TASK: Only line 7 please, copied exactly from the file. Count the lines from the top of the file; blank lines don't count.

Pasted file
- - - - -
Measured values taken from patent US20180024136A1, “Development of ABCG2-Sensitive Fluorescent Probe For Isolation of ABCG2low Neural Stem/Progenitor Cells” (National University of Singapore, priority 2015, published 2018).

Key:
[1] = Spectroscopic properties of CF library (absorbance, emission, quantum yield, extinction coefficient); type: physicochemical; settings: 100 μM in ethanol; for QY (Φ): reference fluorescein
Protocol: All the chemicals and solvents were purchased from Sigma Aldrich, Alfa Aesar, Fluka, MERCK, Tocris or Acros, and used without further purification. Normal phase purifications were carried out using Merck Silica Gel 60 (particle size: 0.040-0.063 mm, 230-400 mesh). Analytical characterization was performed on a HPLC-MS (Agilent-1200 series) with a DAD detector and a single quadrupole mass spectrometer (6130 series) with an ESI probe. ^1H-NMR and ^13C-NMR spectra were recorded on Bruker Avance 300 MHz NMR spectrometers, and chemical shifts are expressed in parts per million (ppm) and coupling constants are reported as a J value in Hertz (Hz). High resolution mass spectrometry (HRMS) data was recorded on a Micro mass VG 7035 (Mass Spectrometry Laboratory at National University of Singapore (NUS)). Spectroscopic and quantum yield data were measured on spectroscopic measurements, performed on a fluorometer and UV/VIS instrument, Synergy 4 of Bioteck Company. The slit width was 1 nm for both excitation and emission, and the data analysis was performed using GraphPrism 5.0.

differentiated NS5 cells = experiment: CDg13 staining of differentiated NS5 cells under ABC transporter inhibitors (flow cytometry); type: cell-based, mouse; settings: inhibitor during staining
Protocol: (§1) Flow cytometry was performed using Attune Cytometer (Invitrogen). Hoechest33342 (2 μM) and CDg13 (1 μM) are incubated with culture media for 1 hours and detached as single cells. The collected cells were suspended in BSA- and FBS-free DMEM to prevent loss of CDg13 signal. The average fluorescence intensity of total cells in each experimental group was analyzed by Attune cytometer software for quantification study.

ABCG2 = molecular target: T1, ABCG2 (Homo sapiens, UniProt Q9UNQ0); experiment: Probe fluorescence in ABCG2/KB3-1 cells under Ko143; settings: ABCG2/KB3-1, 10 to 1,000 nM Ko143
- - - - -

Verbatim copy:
ABCG2 = molecular target: T1, ABCG2 (Homo sapiens, UniProt Q9UNQ0); experiment: Probe fluorescence in ABCG2/KB3-1 cells under Ko143; settings: ABCG2/KB3-1, 10 to 1,000 nM Ko143